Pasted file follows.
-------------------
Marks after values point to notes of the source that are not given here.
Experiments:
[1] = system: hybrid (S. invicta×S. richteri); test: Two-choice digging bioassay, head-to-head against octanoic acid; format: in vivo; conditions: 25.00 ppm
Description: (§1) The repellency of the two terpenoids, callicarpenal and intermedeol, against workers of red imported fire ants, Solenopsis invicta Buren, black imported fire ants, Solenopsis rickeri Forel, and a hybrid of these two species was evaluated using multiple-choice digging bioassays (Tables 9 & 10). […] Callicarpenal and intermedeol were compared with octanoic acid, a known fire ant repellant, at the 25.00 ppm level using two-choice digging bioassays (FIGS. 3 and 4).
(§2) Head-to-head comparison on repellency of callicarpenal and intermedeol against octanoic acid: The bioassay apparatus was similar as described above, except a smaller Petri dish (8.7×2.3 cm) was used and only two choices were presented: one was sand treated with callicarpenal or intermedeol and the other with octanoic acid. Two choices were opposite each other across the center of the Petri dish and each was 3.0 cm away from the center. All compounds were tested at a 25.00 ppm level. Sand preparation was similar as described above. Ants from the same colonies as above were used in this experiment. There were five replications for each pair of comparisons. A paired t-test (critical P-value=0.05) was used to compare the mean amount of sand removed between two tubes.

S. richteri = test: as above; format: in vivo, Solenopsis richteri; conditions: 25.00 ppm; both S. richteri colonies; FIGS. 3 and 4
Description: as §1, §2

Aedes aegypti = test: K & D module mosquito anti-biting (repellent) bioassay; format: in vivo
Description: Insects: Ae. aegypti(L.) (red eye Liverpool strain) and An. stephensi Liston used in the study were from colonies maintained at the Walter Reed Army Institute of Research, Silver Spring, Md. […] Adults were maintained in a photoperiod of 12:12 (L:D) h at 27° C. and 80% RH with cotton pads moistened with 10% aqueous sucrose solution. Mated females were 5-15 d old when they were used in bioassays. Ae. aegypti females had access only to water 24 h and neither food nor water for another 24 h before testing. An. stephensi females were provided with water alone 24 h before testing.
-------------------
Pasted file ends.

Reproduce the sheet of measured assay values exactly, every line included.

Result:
Marks after values point to notes of the source that are not given here.
Experiments:
[1] = system: hybrid (S. invicta×S. richteri); test: Two-choice digging bioassay, head-to-head against octanoic acid; format: in vivo; conditions: 25.00 ppm
Description: (§1) The repellency of the two terpenoids, callicarpenal and intermedeol, against workers of red imported fire ants, Solenopsis invicta Buren, black imported fire ants, Solenopsis rickeri Forel, and a hybrid of these two species was evaluated using multiple-choice digging bioassays (Tables 9 & 10). […] Callicarpenal and intermedeol were compared with octanoic acid, a known fire ant repellant, at the 25.00 ppm level using two-choice digging bioassays (FIGS. 3 and 4).
(§2) Head-to-head comparison on repellency of callicarpenal and intermedeol against octanoic acid: The bioassay apparatus was similar as described above, except a smaller Petri dish (8.7×2.3 cm) was used and only two choices were presented: one was sand treated with callicarpenal or intermedeol and the other with octanoic acid. Two choices were opposite each other across the center of the Petri dish and each was 3.0 cm away from the center. All compounds were tested at a 25.00 ppm level. Sand preparation was similar as described above. Ants from the same colonies as above were used in this experiment. There were five replications for each pair of comparisons. A paired t-test (critical P-value=0.05) was used to compare the mean amount of sand removed between two tubes.

S. richteri = test: as above; format: in vivo, Solenopsis richteri; conditions: 25.00 ppm; both S. richteri colonies; FIGS. 3 and 4
Description: as §1, §2

Aedes aegypti = test: K & D module mosquito anti-biting (repellent) bioassay; format: in vivo
Description: Insects: Ae. aegypti(L.) (red eye Liverpool strain) and An. stephensi Liston used in the study were from colonies maintained at the Walter Reed Army Institute of Research, Silver Spring, Md. […] Adults were maintained in a photoperiod of 12:12 (L:D) h at 27° C. and 80% RH with cotton pads moistened with 10% aqueous sucrose solution. Mated females were 5-15 d old when they were used in bioassays. Ae. aegypti females had access only to water 24 h and neither food nor water for another 24 h before testing. An. stephensi females were provided with water alone 24 h before testing.